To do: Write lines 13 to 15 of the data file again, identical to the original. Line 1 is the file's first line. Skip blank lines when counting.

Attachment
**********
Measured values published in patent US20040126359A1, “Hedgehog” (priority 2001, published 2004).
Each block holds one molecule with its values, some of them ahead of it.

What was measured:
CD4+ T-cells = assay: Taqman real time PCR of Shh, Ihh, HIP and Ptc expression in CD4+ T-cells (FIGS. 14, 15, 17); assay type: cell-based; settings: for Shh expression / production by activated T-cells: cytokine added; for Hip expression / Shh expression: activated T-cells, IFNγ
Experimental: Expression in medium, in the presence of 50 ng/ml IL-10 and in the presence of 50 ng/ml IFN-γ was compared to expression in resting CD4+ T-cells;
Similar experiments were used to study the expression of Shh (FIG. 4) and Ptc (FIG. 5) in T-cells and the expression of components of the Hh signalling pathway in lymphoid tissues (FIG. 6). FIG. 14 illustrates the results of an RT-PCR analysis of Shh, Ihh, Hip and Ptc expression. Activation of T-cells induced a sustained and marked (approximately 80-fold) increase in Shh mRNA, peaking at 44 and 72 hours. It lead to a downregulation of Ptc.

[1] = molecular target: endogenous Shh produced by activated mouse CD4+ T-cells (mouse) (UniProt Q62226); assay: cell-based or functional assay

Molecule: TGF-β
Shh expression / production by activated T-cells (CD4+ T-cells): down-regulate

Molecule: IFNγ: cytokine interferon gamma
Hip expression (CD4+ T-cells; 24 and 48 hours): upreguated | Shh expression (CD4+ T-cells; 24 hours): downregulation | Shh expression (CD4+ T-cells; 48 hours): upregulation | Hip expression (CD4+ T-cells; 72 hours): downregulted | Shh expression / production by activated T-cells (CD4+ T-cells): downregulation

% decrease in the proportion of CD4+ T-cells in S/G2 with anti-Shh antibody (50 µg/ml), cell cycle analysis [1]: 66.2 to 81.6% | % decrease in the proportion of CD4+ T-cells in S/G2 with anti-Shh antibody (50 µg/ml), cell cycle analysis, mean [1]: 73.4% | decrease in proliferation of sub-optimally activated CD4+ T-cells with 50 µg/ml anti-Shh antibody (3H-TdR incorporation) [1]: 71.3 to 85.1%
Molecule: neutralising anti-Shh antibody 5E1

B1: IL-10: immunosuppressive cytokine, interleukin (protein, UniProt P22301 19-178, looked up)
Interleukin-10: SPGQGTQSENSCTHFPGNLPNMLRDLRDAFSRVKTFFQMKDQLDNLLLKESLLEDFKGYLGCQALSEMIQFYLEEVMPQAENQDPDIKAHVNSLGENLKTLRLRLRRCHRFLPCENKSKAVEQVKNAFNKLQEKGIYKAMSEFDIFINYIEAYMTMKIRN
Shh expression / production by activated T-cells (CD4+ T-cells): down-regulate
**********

Molecule: neutralising anti-Shh antibody 5E1

B1: IL-10: immunosuppressive cytokine, interleukin (protein, UniProt P22301 19-178, looked up)
Interleukin-10: SPGQGTQSENSCTHFPGNLPNMLRDLRDAFSRVKTFFQMKDQLDNLLLKESLLEDFKGYLGCQALSEMIQFYLEEVMPQAENQDPDIKAHVNSLGENLKTLRLRLRRCHRFLPCENKSKAVEQVKNAFNKLQEKGIYKAMSEFDIFINYIEAYMTMKIRN